Most important steps for Linux server hardening
Most systems have confidential data that needs to be protected. A safe system starts with a solid infrastructure. That includes physical security measures to prevent unauthorized people from access the system in the first place. From there on, security starts at the moment of system installation. This guide touches taht area and goes into the actions after the system is installed.
Hardening steps for Linux systems
1. Install security updates and patches
Most weaknesses in systems are caused by flaws in software. These flaws we call vulnerabilities. Proper care for software patch management help with reducing a lot of the related risks. The activity of installing updates often has a low risk, especially when starting with the security patches first. Most Linux distributions have the option to limit what packages you want to upgrade (all, security only, per package). Make sure that your security updates are installed as soon as they come available. It goes without saying, before you implementing something, test it first on a (virtual) test system.
Depending on your Linux distribution there might be a way to implement security patches automatically, like unattended upgrades on Debian and Ubuntu. This makes software patch management a lot easier!
2. Use strong passwords
The main gateway to a system is by logging in as a valid user with the related password of that account. Strong passwords make it more difficult for tools to guess the password and let malicious people walk in via the front door. A strong password consists of a variety of characters (alphanumeric, numbers, special like percent, space, or even unicode characters).
3. Bind processes to localhost
Not all services have to be available via the network. For example, when running a local instance of MySQL on your web server, let it only listen on a local socket or bind to localhost (127.0.0.1). Then configure your application to connect via this local address, which is typically already the default.
4. Implement a firewall
Only allowed traffic should in an ideal situation reach your system. To achieve this, implement a firewall solution like iptables, or the newer nftables.
When creating a policy for your firewall, consider using a “deny all, allow some” policy. So you deny all traffic by default, then define what kind of traffic you want to allow. This is especially useful for incoming traffic, to prevent sharing services you didn’t intend to share.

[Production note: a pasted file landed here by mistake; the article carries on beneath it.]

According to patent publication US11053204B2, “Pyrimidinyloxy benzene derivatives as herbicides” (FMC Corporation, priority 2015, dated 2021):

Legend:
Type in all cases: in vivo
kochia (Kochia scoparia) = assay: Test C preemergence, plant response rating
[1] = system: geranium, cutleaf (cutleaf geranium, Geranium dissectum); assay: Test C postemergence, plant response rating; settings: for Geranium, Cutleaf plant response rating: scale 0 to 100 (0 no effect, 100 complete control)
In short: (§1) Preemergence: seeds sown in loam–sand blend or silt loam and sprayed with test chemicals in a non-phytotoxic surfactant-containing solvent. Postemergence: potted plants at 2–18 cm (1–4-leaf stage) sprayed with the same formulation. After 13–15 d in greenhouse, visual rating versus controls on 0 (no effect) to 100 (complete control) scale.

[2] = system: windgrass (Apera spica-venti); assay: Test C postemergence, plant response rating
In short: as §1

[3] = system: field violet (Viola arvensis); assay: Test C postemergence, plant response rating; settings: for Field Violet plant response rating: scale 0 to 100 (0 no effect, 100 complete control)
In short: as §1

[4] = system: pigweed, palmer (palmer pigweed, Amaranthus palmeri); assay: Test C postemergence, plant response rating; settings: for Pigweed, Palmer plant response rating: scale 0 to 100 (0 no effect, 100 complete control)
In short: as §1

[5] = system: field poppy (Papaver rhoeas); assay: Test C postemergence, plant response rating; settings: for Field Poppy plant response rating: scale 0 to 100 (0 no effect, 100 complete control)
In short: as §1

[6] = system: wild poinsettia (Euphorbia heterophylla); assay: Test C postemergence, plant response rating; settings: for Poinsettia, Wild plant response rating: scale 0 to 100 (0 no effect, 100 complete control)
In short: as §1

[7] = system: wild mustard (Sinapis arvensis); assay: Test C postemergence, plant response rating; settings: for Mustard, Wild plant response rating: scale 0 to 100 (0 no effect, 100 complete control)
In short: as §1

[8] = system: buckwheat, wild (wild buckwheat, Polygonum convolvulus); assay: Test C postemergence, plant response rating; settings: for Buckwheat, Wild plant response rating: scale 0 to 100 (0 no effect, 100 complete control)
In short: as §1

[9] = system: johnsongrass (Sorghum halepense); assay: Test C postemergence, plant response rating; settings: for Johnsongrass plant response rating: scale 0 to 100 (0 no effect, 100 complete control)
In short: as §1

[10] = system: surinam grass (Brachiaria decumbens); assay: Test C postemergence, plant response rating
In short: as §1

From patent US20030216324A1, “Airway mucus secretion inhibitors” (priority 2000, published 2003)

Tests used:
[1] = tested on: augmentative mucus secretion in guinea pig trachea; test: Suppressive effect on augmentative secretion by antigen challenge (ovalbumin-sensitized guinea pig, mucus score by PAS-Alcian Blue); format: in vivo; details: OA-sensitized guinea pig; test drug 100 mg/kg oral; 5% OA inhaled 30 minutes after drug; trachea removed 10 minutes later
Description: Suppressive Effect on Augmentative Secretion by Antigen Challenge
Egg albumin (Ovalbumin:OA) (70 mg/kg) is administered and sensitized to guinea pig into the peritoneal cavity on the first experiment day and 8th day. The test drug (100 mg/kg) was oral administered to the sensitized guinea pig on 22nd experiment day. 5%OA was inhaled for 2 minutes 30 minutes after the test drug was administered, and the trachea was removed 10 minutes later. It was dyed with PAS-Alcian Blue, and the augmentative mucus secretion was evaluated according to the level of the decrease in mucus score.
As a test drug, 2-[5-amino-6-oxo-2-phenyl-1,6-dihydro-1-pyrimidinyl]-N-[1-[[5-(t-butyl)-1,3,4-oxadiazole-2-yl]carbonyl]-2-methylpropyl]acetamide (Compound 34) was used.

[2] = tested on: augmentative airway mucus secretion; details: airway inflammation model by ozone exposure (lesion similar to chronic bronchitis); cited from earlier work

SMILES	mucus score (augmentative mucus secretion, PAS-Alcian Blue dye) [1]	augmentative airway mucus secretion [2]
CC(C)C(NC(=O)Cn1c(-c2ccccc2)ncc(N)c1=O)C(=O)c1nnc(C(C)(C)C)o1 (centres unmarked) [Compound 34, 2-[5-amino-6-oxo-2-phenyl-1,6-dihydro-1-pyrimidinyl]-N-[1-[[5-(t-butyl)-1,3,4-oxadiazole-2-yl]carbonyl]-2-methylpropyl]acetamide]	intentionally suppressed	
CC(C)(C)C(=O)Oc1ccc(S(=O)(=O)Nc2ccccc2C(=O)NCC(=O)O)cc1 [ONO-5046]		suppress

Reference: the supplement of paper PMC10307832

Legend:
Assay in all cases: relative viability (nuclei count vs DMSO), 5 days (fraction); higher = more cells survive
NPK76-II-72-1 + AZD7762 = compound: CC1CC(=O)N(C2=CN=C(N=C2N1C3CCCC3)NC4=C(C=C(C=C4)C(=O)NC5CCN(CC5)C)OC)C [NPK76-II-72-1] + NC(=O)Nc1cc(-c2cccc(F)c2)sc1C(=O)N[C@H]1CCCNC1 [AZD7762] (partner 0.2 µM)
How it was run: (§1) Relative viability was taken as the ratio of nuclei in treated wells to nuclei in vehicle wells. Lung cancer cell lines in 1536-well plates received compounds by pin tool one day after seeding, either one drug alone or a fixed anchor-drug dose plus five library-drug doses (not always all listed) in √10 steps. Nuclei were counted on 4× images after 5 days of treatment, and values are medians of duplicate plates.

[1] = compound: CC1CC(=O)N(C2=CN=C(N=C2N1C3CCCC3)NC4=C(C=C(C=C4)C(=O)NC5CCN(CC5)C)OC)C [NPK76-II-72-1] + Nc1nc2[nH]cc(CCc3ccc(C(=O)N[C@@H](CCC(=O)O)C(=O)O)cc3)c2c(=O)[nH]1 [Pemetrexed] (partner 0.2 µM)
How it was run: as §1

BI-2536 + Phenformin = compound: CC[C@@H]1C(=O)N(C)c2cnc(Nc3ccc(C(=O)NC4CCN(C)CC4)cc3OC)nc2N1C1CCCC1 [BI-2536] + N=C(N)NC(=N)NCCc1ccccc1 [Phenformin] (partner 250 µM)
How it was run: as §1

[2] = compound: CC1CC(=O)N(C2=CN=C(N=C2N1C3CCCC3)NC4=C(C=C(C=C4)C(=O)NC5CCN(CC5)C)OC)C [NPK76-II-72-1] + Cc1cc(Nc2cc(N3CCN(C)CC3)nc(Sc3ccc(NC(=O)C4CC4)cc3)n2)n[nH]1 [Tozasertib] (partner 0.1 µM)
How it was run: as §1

5. Keep things clean
Everything installed on a system which doesn’t belong there can only negatively impact your machine. It will also increase your backups (and restore times). Or they might contain vulnerabilities. A clean system is often a more healthy and secure system. Therefore minimalization is a great method in the process of Linux hardening.
Actionable tasks include:
- Delete unused package
- Clean up old home directories and remove the users
6. Secure configurations
Most applications have one or more security measures available to protect against some forms of threats to the software or system. Look at the man page for any options and test these options carefully.
7. Limit access
Only allow access to the machine for authorized users. Does someone really need access or are alternative methods possible to give the user what he or she wants?
8. Monitor your systems
Most intrusions are undetected, due to lack of monitoring. Implement normal system monitoring and implement monitoring on security events. For example, the use of the Linux audit framework increased detection rates of suspected events.
9. Create backups (and test!)
Regularly make a backup of system data, to prevent data loss. Even more important, test your backups!
Backups can be done with existing system tools like
scp. Another option to spare bandwidth is synchronizing data with tools like rsync. If you rather want to use a backup program, consider Amanda or Bacula.
10. Perform system auditing
You can’t properly protect a system if you don’t measure it.
Use a security tool like Lynis to perform a regular audit of your system. Any findings are showed on screen and stored in a data file for further analysis. With an extensive log file, it allows to use all available data and plan next actions for further system hardening.
Lynis runs on almost all Linux systems or Unix flavors. It only requires a normal shell and prefers to have root permissions, although this is strictly not needed. The security tool is free to use and open source software (FOSS).
Additional hardening resources
Ready for more system hardening? Read then the extended version of the Linux security guide.